Celtic will face no further sanction from the SFA after the club’s trip to Dubai.
The controversial mid-season trip was met with condemnation from supporters, politicians and society at large. Right in the middle of a new COVID wave, the timing was unfortunately. Crucially, though, it wasn’t illegal or against SFA rules.
Ill-advised, certainly. But the SFA Chief Executive Ian Maxwell has claimed that there is “nothing to see” in regards to Celtic’s trip to the Emirates [Glasgow Live].
“We said at the time that the decision to go to Dubai was approved by the government under the exemption and there was nothing for us to get involved with in that.
“Clubs have worked incredibly hard. They’ve done a huge amount to make sure they are compliant with the protocols.”
Essentially, Maxwell argued, the case was out of the SFA’s hands having had approval from the Scottish Government. It would’ve been highly irregular if the Scottish Football Association were to supersede Holyrood in dishing out sanctions for what was a sanctioned trip.
While Nicola Sturgeon questioned whether the training camp was “essential”, it appears Celtic have no case to answer.
That’s welcome news for the club, especially outgoing CEO Peter Lawwell. Lawwell apologised to Celtic supporters and society at large following the ill-fated trip, which led to 13 staff and players being forced into self-isolation. The Bhoys subsequently went on a dreadful run of results. You could argue that was punishment enough for what was a daft idea.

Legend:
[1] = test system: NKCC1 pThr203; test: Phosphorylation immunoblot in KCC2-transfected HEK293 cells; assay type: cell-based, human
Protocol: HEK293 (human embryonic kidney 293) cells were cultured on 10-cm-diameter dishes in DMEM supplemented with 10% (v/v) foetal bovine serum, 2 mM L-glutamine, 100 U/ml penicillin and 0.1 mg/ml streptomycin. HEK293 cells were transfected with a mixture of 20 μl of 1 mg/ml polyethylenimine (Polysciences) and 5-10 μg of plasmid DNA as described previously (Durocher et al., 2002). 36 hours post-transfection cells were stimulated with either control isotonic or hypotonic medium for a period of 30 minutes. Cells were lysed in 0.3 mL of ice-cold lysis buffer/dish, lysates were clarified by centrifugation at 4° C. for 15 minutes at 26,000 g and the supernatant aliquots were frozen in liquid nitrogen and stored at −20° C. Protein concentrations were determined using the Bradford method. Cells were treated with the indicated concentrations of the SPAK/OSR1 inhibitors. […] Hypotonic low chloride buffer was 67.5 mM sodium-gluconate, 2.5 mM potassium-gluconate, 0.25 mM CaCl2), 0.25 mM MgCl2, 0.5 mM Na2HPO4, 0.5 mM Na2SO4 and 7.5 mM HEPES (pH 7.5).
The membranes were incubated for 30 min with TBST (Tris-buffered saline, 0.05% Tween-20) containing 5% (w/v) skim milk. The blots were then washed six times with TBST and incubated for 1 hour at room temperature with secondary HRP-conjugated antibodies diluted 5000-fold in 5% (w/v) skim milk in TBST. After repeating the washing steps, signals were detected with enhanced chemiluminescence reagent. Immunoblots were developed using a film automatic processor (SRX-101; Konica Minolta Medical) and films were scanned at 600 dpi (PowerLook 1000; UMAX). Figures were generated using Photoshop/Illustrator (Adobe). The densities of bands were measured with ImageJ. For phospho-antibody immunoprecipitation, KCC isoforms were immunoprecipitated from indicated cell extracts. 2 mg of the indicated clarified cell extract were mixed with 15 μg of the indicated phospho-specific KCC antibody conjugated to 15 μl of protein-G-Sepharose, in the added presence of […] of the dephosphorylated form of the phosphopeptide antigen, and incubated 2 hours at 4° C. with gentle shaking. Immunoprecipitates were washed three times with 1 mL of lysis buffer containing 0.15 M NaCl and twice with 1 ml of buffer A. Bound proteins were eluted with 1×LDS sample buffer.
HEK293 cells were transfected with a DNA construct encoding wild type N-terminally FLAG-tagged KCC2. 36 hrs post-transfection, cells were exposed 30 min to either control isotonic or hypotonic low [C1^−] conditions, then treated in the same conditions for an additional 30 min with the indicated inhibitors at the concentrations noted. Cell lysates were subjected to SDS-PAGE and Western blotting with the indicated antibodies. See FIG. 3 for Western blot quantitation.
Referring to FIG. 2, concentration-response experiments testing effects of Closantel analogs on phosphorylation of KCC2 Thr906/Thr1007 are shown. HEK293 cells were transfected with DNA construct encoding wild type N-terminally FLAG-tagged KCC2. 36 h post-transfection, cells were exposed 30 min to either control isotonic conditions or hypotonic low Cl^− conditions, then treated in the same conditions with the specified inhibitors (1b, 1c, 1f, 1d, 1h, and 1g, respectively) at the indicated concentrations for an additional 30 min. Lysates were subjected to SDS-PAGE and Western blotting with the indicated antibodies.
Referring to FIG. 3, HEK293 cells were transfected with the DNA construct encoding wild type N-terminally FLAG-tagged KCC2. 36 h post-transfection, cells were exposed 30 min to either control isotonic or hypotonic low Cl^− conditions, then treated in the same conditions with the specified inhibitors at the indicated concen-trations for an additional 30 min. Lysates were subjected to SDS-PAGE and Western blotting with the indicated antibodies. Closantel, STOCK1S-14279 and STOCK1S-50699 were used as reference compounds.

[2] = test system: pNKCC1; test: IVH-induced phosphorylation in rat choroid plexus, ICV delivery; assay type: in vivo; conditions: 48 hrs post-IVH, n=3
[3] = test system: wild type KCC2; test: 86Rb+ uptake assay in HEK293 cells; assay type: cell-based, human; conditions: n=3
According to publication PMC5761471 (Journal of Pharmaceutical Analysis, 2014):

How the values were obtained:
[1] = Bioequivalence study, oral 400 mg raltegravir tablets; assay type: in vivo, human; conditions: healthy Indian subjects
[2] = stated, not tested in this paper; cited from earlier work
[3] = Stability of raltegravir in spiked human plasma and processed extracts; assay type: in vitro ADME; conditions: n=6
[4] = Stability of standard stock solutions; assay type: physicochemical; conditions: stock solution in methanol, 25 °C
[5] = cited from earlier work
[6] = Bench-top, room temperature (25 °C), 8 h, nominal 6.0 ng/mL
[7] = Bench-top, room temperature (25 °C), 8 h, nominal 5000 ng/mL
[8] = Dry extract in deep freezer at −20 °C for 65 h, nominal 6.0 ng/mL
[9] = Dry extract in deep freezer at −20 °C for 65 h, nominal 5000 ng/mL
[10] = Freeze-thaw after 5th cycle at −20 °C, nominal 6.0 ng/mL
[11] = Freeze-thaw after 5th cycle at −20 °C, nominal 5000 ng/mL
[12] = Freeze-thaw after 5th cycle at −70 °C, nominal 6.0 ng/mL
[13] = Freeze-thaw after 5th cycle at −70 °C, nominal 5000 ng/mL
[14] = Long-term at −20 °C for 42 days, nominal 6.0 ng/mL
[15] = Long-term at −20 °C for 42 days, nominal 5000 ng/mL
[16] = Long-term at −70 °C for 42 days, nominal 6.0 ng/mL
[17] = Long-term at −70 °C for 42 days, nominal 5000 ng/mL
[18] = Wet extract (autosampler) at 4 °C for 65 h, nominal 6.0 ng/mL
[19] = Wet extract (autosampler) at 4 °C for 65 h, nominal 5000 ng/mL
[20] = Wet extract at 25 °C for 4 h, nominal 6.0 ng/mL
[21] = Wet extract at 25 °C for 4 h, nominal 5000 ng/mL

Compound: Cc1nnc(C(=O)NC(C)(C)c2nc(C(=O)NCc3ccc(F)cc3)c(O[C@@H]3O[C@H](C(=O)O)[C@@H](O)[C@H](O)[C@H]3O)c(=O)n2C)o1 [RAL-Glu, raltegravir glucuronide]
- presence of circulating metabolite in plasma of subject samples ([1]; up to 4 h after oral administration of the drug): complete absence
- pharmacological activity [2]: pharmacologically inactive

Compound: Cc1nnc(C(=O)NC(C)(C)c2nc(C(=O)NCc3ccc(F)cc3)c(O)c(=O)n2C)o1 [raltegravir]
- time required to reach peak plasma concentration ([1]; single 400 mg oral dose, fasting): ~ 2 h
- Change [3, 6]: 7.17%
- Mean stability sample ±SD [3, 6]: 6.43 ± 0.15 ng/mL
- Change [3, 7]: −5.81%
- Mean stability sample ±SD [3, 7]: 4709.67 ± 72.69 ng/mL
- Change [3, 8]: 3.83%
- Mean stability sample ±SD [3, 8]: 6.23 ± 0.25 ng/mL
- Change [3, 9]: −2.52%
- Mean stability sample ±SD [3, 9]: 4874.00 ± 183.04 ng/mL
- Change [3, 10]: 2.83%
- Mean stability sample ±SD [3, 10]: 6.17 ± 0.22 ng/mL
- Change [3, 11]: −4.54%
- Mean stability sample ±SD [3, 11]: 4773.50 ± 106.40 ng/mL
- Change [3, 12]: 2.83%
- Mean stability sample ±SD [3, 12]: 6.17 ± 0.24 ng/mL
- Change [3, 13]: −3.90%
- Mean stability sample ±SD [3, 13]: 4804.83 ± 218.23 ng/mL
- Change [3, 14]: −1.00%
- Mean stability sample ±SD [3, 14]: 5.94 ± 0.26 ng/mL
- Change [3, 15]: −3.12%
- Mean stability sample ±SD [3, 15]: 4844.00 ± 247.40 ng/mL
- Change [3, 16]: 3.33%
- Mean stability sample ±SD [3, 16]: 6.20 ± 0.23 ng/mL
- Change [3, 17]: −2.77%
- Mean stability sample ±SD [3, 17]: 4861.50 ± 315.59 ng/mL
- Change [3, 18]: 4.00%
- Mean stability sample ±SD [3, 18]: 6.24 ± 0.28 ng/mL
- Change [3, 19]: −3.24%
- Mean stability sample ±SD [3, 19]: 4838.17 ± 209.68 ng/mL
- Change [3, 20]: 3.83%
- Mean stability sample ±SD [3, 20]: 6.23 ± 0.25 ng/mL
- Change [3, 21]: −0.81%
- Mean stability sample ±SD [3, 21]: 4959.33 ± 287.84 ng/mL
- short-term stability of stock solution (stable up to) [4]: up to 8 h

Celtic Dubai trip rightly goes unpunished by SFA, but Rangers might be in trouble
Meanwhile, our rivals south of the Clyde are in a bit more bother.
5 Rangers players were caught partying during lockdown, including Nathan Patterson and Bongani Zungu [Sky Sports]. Patterson quickly rejoined the squad once he finished a period of self-isolation.
However, Maxwell has shown leniency, suggesting that players are human beings who make mistakes. That’s despite the five’s egregious ignorance towards lockdown protocol.
“I’m not going to go into specifics while the compliance process is going on.
“Players have made mistakes the same as people have made mistakes across all sectors from the highest down to the lowest level. People are people and things will go wrong at times.
“Clubs and the vast majority of Scottish football should be commended.
“People make mistakes, they are not making those mistakes because they are footballers, across every walk of life there are people making mistakes because of COVID. I think we need to separate that from being a Scottish football problem.”